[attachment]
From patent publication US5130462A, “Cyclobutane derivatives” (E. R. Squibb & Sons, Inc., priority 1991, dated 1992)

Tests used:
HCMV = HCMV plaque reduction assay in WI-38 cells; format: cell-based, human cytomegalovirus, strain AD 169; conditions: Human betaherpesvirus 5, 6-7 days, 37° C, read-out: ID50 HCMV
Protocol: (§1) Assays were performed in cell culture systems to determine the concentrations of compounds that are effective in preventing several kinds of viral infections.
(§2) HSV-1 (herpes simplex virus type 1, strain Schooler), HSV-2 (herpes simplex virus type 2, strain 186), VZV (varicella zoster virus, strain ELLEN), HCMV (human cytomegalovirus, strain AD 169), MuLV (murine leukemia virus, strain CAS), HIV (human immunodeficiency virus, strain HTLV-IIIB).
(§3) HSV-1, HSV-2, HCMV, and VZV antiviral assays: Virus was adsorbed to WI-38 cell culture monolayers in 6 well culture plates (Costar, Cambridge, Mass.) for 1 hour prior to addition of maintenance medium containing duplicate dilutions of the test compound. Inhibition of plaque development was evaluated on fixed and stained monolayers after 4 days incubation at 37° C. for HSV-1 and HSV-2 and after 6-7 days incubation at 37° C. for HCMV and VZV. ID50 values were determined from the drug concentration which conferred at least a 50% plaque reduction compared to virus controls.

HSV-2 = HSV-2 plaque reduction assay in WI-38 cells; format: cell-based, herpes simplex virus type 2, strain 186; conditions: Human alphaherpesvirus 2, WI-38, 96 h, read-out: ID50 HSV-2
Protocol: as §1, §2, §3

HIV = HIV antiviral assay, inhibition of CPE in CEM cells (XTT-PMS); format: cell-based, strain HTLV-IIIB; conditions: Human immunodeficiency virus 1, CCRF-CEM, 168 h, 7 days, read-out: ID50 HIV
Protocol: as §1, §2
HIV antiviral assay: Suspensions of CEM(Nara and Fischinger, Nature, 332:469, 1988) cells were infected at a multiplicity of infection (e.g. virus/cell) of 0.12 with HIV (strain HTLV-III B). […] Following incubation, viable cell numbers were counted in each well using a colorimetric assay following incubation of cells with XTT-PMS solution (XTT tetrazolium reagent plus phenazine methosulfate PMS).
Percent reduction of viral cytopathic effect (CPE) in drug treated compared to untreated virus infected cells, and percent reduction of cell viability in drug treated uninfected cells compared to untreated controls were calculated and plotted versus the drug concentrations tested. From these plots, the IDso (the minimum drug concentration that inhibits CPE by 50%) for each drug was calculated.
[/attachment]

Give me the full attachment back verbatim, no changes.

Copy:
From patent publication US5130462A, “Cyclobutane derivatives” (E. R. Squibb & Sons, Inc., priority 1991, dated 1992)

Tests used:
HCMV = HCMV plaque reduction assay in WI-38 cells; format: cell-based, human cytomegalovirus, strain AD 169; conditions: Human betaherpesvirus 5, 6-7 days, 37° C, read-out: ID50 HCMV
Protocol: (§1) Assays were performed in cell culture systems to determine the concentrations of compounds that are effective in preventing several kinds of viral infections.
(§2) HSV-1 (herpes simplex virus type 1, strain Schooler), HSV-2 (herpes simplex virus type 2, strain 186), VZV (varicella zoster virus, strain ELLEN), HCMV (human cytomegalovirus, strain AD 169), MuLV (murine leukemia virus, strain CAS), HIV (human immunodeficiency virus, strain HTLV-IIIB).
(§3) HSV-1, HSV-2, HCMV, and VZV antiviral assays: Virus was adsorbed to WI-38 cell culture monolayers in 6 well culture plates (Costar, Cambridge, Mass.) for 1 hour prior to addition of maintenance medium containing duplicate dilutions of the test compound. Inhibition of plaque development was evaluated on fixed and stained monolayers after 4 days incubation at 37° C. for HSV-1 and HSV-2 and after 6-7 days incubation at 37° C. for HCMV and VZV. ID50 values were determined from the drug concentration which conferred at least a 50% plaque reduction compared to virus controls.

HSV-2 = HSV-2 plaque reduction assay in WI-38 cells; format: cell-based, herpes simplex virus type 2, strain 186; conditions: Human alphaherpesvirus 2, WI-38, 96 h, read-out: ID50 HSV-2
Protocol: as §1, §2, §3

HIV = HIV antiviral assay, inhibition of CPE in CEM cells (XTT-PMS); format: cell-based, strain HTLV-IIIB; conditions: Human immunodeficiency virus 1, CCRF-CEM, 168 h, 7 days, read-out: ID50 HIV
Protocol: as §1, §2
HIV antiviral assay: Suspensions of CEM(Nara and Fischinger, Nature, 332:469, 1988) cells were infected at a multiplicity of infection (e.g. virus/cell) of 0.12 with HIV (strain HTLV-III B). […] Following incubation, viable cell numbers were counted in each well using a colorimetric assay following incubation of cells with XTT-PMS solution (XTT tetrazolium reagent plus phenazine methosulfate PMS).
Percent reduction of viral cytopathic effect (CPE) in drug treated compared to untreated virus infected cells, and percent reduction of cell viability in drug treated uninfected cells compared to untreated controls were calculated and plotted versus the drug concentrations tested. From these plots, the IDso (the minimum drug concentration that inhibits CPE by 50%) for each drug was calculated.